Gary Lawyer is back to do what he does best — paying a tribute to Elvis Presley. The singer will perform in the city on September 15

Gary Lawyer has done many Elvis Presley tribute concerts — for good reason. He played Presley in a musical Are You Lonesome Tonight (AYLT) by Bombay band Rock Machine — now called Indus Creed — and newspaper reviews gushed about his performance.

Ever since, he has made time for Presley tribute concerts. The majority of them performed in Mumbai and Pune, they are marathon efforts at presenting the legend, from the start of his career to its finish. At “Rewind. Pause. Save.”, at Sir Mutha Venkatasubba Rao Concert Hall in Chetpet on September 15 (from 7.30 p.m.), Lawyer will again honour Presley. As the concert also pays tribute to the Doors, Lawyer will stick to the best of Presley. Having decided not to carry a pre-selected list of hits, the singer plans to play it by the ear. “We’ll get on the stage and decide what to offer the audience — be assured you will get the very best of Presley and Doors.”

Lawyer instinctively gauges the mood of his audience and gives what they want. It was this ability that gave him a firm footing in India’s western music industry of the 1980s, when “a family emergency forced me to return to India from America”. The move appeared to have cut short a singing career forged in the United States. Rather than meeting with a tame end, his career took an unexpected and robust turn.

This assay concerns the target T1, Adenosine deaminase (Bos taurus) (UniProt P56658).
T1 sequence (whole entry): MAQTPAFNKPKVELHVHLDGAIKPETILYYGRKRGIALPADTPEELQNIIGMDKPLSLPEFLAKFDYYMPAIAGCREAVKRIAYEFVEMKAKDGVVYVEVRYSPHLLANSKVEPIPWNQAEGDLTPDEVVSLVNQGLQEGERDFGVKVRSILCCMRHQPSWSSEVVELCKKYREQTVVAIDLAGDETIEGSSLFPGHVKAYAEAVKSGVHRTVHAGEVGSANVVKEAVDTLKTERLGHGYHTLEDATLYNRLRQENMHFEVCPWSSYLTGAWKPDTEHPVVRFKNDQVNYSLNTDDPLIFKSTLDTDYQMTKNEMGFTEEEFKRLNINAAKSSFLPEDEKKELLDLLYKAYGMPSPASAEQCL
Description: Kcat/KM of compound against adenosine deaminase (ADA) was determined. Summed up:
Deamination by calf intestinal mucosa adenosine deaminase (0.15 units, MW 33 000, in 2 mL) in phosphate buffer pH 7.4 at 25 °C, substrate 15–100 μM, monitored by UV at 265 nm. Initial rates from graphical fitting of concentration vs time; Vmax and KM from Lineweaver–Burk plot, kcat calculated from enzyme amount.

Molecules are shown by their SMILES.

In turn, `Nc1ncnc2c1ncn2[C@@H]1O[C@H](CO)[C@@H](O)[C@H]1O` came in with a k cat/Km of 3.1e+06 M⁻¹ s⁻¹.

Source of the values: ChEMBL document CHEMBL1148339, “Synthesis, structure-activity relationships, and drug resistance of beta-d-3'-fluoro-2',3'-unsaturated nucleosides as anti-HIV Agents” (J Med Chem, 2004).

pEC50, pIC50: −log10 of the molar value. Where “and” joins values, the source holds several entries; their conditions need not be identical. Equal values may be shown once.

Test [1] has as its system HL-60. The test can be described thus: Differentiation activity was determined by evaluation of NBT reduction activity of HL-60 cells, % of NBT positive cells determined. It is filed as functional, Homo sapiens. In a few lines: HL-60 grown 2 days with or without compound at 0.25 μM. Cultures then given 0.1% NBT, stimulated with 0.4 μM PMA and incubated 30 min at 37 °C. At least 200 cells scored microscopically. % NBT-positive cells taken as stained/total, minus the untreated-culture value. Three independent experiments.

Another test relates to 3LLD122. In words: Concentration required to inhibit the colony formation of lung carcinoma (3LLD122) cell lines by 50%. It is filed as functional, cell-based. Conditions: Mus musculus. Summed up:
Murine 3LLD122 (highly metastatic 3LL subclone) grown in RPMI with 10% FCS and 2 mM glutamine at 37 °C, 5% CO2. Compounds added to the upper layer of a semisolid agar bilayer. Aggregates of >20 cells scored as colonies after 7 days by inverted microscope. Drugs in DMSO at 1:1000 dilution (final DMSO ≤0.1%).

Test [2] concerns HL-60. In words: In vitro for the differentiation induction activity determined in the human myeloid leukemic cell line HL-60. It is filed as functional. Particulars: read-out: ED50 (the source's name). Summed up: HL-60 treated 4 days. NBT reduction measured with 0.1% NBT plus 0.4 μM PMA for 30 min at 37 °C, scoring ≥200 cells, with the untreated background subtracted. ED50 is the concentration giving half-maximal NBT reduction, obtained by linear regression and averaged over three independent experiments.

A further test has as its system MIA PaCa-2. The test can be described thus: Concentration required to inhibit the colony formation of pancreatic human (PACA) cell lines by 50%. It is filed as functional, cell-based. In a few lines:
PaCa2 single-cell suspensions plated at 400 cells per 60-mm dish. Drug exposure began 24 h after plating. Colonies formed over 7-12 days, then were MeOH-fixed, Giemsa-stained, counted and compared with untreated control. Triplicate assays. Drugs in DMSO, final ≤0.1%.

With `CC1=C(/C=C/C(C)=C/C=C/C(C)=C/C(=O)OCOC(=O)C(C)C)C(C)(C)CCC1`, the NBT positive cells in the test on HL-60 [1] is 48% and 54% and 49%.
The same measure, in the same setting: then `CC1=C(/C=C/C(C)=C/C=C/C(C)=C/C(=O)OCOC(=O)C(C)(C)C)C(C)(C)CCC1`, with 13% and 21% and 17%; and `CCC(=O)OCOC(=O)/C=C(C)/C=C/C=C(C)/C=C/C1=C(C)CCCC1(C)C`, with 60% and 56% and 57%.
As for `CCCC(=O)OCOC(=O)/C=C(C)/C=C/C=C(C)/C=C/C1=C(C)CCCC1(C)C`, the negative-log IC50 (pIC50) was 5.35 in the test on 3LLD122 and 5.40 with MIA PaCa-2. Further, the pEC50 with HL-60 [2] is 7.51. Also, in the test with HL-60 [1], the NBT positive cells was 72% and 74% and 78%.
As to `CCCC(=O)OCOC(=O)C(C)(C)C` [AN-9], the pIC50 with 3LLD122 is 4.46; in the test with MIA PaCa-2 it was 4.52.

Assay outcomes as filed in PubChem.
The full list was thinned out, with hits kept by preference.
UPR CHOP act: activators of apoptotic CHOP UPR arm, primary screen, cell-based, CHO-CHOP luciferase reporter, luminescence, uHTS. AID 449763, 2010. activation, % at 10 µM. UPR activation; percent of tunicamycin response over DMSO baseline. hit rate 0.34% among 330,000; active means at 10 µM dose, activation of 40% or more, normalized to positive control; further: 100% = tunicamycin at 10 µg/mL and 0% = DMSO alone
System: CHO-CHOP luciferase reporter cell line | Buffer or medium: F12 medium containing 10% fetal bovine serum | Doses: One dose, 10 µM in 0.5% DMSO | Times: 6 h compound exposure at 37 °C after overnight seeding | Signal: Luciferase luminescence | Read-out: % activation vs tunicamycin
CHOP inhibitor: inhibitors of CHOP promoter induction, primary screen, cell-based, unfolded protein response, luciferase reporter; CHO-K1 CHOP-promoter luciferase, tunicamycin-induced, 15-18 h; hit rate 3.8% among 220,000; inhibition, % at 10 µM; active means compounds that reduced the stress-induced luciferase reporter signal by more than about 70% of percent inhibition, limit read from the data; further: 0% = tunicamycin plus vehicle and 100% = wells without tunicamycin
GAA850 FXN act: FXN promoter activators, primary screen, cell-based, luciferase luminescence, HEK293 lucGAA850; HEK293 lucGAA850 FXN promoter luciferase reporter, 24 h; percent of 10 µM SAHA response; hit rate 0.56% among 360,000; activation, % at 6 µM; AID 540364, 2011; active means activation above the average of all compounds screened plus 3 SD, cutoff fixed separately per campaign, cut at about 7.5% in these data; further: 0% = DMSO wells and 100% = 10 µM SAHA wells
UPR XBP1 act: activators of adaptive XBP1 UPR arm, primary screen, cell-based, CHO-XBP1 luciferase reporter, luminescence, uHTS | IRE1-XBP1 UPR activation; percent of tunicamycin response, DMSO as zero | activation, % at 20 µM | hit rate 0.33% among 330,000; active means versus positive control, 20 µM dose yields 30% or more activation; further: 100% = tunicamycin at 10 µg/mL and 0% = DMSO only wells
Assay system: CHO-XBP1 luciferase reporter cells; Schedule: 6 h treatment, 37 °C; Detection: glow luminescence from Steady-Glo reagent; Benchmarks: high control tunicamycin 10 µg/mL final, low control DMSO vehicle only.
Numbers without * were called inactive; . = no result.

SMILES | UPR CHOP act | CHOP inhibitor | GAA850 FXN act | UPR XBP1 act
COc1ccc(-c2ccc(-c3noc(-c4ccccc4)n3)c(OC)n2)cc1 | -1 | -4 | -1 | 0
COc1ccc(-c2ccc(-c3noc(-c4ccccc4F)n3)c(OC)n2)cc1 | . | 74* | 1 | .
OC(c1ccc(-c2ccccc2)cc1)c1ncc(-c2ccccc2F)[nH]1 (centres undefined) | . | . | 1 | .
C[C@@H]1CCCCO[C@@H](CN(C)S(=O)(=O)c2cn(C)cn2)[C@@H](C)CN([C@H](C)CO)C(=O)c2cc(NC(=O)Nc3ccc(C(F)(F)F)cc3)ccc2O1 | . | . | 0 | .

Recalls Lawyer, “It was a concert by the band ‘People’ in Mumbai and I was among the audience. After the interval, the band members, including Ronnie Desai, asked me to get on the stage and sing. ‘Come on, Gary!’ they said. These guys were my friends and they knew I could sing. I sang, and the next day I got a call from HMV. A top official of the company had been in the audience and I was signed on for an album, my first. Two days later, I received a call from advertising agency Genesis with the offer of a jingles assignment.”

For Lawyer, this string of unexpected events confirmed what he had felt from an early age — “I was born with a soul of music and I knew I would become a singer.” Being academically qualified in economics and politics and the likelihood of succeeding in the corporate world did not suppress this inner calling. The reason is simple: Lawyer inherited a love for music from both parents. “My mother (Dhun Lawyer), who passed away when I was very young, left behind a rich Western music collection,” says the singer and recollects how he would go with his father Rustom Lawyer every week to Rhythm House (Bombay) to pick music records.

Considering these beginnings, it is little surprise that, at 65, Lawyer is as mesmerising a performer as ever.

For details about “Rewind. Pause. Save” and tickets, call 9940099227.


Prince FrederickMay 11, 2012